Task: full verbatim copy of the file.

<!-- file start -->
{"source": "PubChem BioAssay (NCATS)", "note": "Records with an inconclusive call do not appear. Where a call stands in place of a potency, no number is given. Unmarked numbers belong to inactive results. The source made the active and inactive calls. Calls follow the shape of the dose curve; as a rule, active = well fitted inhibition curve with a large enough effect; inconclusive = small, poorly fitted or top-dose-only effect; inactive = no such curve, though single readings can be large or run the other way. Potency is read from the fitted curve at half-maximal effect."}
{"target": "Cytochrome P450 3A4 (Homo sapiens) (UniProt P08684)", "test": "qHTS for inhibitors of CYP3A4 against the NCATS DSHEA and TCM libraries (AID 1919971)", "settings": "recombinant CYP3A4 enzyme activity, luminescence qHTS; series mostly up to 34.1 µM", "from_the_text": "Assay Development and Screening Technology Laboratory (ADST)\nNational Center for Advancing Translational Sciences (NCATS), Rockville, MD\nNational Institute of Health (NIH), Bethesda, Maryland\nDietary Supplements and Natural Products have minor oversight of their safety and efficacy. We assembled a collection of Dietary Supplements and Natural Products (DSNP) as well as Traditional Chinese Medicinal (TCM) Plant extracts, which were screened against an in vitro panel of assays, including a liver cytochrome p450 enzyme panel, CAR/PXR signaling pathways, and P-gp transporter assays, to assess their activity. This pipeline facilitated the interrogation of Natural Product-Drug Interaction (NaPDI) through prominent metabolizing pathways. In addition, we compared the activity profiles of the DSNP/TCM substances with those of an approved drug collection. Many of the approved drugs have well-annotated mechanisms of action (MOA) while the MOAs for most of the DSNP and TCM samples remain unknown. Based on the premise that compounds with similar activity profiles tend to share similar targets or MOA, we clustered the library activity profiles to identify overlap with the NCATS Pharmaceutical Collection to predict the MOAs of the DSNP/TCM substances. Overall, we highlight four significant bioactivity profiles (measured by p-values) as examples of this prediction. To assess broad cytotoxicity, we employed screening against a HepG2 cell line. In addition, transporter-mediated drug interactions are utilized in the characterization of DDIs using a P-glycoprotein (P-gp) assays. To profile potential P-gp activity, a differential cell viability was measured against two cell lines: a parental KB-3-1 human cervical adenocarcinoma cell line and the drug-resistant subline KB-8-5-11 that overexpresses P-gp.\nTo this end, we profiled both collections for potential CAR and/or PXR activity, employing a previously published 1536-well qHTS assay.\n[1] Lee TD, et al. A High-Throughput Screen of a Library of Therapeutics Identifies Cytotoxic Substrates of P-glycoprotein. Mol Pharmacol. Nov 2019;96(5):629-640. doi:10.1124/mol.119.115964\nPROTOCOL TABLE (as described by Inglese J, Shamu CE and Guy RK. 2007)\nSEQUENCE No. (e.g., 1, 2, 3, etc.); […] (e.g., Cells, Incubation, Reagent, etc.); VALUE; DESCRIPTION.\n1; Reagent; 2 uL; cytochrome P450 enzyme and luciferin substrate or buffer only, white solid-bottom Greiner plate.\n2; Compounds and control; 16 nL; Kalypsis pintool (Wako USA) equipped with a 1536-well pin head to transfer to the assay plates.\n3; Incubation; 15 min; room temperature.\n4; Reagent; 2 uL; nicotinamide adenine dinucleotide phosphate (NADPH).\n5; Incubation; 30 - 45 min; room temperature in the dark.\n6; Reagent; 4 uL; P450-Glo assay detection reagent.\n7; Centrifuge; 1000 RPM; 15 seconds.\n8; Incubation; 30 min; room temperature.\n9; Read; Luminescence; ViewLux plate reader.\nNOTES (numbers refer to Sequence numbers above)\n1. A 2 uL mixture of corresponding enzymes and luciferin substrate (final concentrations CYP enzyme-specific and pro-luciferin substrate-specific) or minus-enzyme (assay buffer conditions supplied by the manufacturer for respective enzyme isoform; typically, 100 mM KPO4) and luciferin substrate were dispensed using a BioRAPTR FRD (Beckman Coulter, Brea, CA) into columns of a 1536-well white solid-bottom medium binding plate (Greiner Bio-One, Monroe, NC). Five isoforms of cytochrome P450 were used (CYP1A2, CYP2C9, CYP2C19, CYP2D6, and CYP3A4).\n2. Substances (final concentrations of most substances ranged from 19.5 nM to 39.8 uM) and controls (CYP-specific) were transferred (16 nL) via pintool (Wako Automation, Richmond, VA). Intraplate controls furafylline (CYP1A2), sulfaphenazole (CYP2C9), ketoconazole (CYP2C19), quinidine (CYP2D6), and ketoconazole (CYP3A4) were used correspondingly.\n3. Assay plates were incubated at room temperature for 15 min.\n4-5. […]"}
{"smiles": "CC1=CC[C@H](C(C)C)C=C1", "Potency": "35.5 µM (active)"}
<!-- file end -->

{"source": "PubChem BioAssay (NCATS)", "note": "Records with an inconclusive call do not appear. Where a call stands in place of a potency, no number is given. Unmarked numbers belong to inactive results. The source made the active and inactive calls. Calls follow the shape of the dose curve; as a rule, active = well fitted inhibition curve with a large enough effect; inconclusive = small, poorly fitted or top-dose-only effect; inactive = no such curve, though single readings can be large or run the other way. Potency is read from the fitted curve at half-maximal effect."}
{"target": "Cytochrome P450 3A4 (Homo sapiens) (UniProt P08684)", "test": "qHTS for inhibitors of CYP3A4 against the NCATS DSHEA and TCM libraries (AID 1919971)", "settings": "recombinant CYP3A4 enzyme activity, luminescence qHTS; series mostly up to 34.1 µM", "from_the_text": "Assay Development and Screening Technology Laboratory (ADST)\nNational Center for Advancing Translational Sciences (NCATS), Rockville, MD\nNational Institute of Health (NIH), Bethesda, Maryland\nDietary Supplements and Natural Products have minor oversight of their safety and efficacy. We assembled a collection of Dietary Supplements and Natural Products (DSNP) as well as Traditional Chinese Medicinal (TCM) Plant extracts, which were screened against an in vitro panel of assays, including a liver cytochrome p450 enzyme panel, CAR/PXR signaling pathways, and P-gp transporter assays, to assess their activity. This pipeline facilitated the interrogation of Natural Product-Drug Interaction (NaPDI) through prominent metabolizing pathways. In addition, we compared the activity profiles of the DSNP/TCM substances with those of an approved drug collection. Many of the approved drugs have well-annotated mechanisms of action (MOA) while the MOAs for most of the DSNP and TCM samples remain unknown. Based on the premise that compounds with similar activity profiles tend to share similar targets or MOA, we clustered the library activity profiles to identify overlap with the NCATS Pharmaceutical Collection to predict the MOAs of the DSNP/TCM substances. Overall, we highlight four significant bioactivity profiles (measured by p-values) as examples of this prediction. To assess broad cytotoxicity, we employed screening against a HepG2 cell line. In addition, transporter-mediated drug interactions are utilized in the characterization of DDIs using a P-glycoprotein (P-gp) assays. To profile potential P-gp activity, a differential cell viability was measured against two cell lines: a parental KB-3-1 human cervical adenocarcinoma cell line and the drug-resistant subline KB-8-5-11 that overexpresses P-gp.\nTo this end, we profiled both collections for potential CAR and/or PXR activity, employing a previously published 1536-well qHTS assay.\n[1] Lee TD, et al. A High-Throughput Screen of a Library of Therapeutics Identifies Cytotoxic Substrates of P-glycoprotein. Mol Pharmacol. Nov 2019;96(5):629-640. doi:10.1124/mol.119.115964\nPROTOCOL TABLE (as described by Inglese J, Shamu CE and Guy RK. 2007)\nSEQUENCE No. (e.g., 1, 2, 3, etc.); […] (e.g., Cells, Incubation, Reagent, etc.); VALUE; DESCRIPTION.\n1; Reagent; 2 uL; cytochrome P450 enzyme and luciferin substrate or buffer only, white solid-bottom Greiner plate.\n2; Compounds and control; 16 nL; Kalypsis pintool (Wako USA) equipped with a 1536-well pin head to transfer to the assay plates.\n3; Incubation; 15 min; room temperature.\n4; Reagent; 2 uL; nicotinamide adenine dinucleotide phosphate (NADPH).\n5; Incubation; 30 - 45 min; room temperature in the dark.\n6; Reagent; 4 uL; P450-Glo assay detection reagent.\n7; Centrifuge; 1000 RPM; 15 seconds.\n8; Incubation; 30 min; room temperature.\n9; Read; Luminescence; ViewLux plate reader.\nNOTES (numbers refer to Sequence numbers above)\n1. A 2 uL mixture of corresponding enzymes and luciferin substrate (final concentrations CYP enzyme-specific and pro-luciferin substrate-specific) or minus-enzyme (assay buffer conditions supplied by the manufacturer for respective enzyme isoform; typically, 100 mM KPO4) and luciferin substrate were dispensed using a BioRAPTR FRD (Beckman Coulter, Brea, CA) into columns of a 1536-well white solid-bottom medium binding plate (Greiner Bio-One, Monroe, NC). Five isoforms of cytochrome P450 were used (CYP1A2, CYP2C9, CYP2C19, CYP2D6, and CYP3A4).\n2. Substances (final concentrations of most substances ranged from 19.5 nM to 39.8 uM) and controls (CYP-specific) were transferred (16 nL) via pintool (Wako Automation, Richmond, VA). Intraplate controls furafylline (CYP1A2), sulfaphenazole (CYP2C9), ketoconazole (CYP2C19), quinidine (CYP2D6), and ketoconazole (CYP3A4) were used correspondingly.\n3. Assay plates were incubated at room temperature for 15 min.\n4-5. […]"}
{"smiles": "CC1=CC[C@H](C(C)C)C=C1", "Potency": "35.5 µM (active)"}